The atoll of Teti’aroa has always had a special place in the hearts of the people of French Polynesia. The small island is almost considered a sacred site. Historically, the Pacific atoll belonged to the Pōmare Dynasty who reigned the Kingdom of Tahiti between the unification of the island in 1788 and the cession of the kingdom to France in 1880. Influential to surrounding territories and islands, the Teti’aroa was always placed in the care of faithful adherents of the royal family.
For years, the royal family would spend time on the atoll relaxing and enjoying life. The women of the family are said to have gone there to eat, gain weight, and stay out of the sun so to have their skin lighten up for beauty purposes. Allegedly, Teti’aroa was also a place where the King would hide family treasures in times of troubles.
One of the most intriguing historical events concerning the atoll and its surrounding region are related to William Bligh, an officer of the British Royal Navy and a colonial administrator, deemed to have been the first European to arrive at the place. His ship, HMS Bounty, had left England in 1787 for a mission to collect and transfer breadfruit plants from Tahiti to the West Indies.
However, a mutiny happened under William’s command, as crewmen had seized control of the ship. The mutineers had then settled on Tahiti or the Pitcairn Island, and in an attempt to locate them and bring them to justice, Blight eventually arrived at Teti’aroa.
The whereabouts of the HMS Bounty was made the subject of numerous books and articles throughout history, as well as five films being released throughout the 20-th century. The first film, from 1916, was a silent Australian film now considered lost. One of the most successful films was released in 1962, with iconic actor Marlon Brando, who encountered the beauties of the island while looking for appropriate filming locations.
The film was shot on Tahiti and neighboring Moorea, after which Brando’s life changed in a profound way, as he fell in love with the place and its people. After the filming, the actor had hired a local fisherman to carry him back to the atoll. He noted in his 1994 autobiography “Songs My Mother Taught Me” that the island had been one of the most beautiful sites he had ever encountered.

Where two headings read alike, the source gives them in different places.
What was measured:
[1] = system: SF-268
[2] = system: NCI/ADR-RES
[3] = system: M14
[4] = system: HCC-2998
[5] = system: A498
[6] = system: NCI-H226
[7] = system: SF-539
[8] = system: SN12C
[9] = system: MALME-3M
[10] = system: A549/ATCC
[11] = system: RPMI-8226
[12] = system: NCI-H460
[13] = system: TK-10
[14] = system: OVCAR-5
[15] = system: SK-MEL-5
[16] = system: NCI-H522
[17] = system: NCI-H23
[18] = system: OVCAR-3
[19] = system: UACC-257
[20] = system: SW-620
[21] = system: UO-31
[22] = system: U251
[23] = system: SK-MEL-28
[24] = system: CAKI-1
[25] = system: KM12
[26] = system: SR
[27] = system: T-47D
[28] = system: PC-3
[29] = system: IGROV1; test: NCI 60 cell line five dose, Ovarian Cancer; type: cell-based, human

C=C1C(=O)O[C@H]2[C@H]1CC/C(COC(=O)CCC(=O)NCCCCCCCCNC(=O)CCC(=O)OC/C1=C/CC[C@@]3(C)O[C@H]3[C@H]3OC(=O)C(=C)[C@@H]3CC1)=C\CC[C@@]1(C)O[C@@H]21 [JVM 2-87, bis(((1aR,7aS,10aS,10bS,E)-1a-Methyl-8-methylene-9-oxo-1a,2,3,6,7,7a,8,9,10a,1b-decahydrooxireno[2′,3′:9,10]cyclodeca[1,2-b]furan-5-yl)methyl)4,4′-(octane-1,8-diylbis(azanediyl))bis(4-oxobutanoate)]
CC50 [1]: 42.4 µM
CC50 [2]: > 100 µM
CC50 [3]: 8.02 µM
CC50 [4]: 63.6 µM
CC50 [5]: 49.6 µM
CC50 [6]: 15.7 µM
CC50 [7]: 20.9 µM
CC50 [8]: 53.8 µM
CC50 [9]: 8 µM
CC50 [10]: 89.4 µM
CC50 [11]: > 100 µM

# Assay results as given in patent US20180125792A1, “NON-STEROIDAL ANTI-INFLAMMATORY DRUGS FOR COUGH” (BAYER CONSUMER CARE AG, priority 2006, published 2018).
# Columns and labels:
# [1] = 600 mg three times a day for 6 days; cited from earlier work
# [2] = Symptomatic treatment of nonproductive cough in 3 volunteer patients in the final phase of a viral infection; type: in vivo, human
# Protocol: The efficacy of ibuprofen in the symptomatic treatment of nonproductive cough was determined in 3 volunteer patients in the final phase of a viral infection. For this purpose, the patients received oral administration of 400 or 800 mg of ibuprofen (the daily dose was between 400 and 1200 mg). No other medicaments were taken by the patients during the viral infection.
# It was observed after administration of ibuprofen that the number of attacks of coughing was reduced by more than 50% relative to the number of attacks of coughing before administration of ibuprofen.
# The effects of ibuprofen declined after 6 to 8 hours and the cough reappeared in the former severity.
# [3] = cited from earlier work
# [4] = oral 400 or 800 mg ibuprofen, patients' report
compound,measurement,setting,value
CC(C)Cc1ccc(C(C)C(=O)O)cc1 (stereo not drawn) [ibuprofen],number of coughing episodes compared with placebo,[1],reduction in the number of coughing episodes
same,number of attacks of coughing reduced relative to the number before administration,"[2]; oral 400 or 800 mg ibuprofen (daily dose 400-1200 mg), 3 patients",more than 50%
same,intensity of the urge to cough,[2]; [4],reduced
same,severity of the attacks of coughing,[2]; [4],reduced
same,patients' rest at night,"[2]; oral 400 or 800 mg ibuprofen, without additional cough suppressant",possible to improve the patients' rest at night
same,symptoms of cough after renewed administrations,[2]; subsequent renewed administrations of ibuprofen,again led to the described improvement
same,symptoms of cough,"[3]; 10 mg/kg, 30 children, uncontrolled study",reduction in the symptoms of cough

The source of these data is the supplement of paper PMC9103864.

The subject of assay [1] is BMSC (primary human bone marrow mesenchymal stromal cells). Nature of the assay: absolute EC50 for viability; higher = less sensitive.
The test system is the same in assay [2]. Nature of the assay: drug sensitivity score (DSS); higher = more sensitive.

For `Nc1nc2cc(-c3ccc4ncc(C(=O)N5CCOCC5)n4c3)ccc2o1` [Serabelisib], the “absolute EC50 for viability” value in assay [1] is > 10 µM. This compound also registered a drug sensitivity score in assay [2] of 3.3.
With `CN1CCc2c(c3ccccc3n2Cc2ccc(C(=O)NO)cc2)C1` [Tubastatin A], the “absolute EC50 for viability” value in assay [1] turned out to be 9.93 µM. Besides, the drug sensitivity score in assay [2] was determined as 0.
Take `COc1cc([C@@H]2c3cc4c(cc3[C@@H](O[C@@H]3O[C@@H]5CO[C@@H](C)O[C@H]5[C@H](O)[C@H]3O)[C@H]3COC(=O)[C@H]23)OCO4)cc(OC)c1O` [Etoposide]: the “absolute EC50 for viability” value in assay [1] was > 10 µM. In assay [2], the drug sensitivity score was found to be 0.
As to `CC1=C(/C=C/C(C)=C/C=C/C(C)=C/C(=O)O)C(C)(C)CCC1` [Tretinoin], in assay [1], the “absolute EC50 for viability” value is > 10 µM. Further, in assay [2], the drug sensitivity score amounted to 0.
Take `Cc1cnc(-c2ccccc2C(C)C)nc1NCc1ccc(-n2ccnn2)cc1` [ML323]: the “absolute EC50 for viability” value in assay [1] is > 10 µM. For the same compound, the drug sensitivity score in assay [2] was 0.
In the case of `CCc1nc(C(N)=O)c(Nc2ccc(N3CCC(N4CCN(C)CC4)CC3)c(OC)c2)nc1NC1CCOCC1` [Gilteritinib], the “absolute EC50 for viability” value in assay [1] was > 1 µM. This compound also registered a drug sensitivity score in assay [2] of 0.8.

Since 1904, the atoll belonged to Johnston Walter Williams, back then the only dentist around the whole of Tahiti; the Royal family gave him the island. Brando purchased the Teti’aroa islets from one of the dentist’s direct descendants, with the reef and the lagoon remaining in possession of French Polynesia.
However, Brando faced many political and administrative issues, as well as local resistance as he attempted to handle the deal. The island was treasured not only for its natural beauties, but also archaeological findings that had been an indisputable factor for why the government aimed to control the area.
The island was deemed a large portion of Brando’s assets. As he wanted to live there, he had built a small village back in 1970. The place also had an airstrip to get there without breaching the reef. The village also had 12 small bungalows, a kitchen hut and dining hall with a bar. Each construction was built from local materials such as coconut wood, and the sinks were even made of large sea shells. The place would slowly grow into a hub for friends and family, but also scientists and explorers interested in the local ecology and archeology.
The village would later become a modest hotel run by Tarita Teriipaia who had played in “Mutiny on the Bounty” and was Brando’s third wife and mother of two of his children. She would run the island resort for 25 years even after Brando left French Polynesia to return to Los Angeles. The hotel resort was notorious for lacking common amenities normally found at other such places. For her role in “Mutiny on the Bounty,” Tarita received a Golden Globe nomination for Best Supporting Actress. As of 2015, she is the only wife of the actor still alive. Shortly after Brando’s death in 2004, she had published her memoirs entitled “Marlon, My Love and My Torment”.
Teti’aroa was much like a dream destination and for Marlon also a getaway from Hollywood’s hectic life. Although he had not spent as much time there as he wished, it is said that the actor always cherished his moments on the atoll.
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Brando’s Testament did not feature any instructions for Teti’aroa, and following his death, the executors of the estate had granted development rights to Pacific Beachcomber SC, a Tahitian company that owns hotels throughout French Polynesia.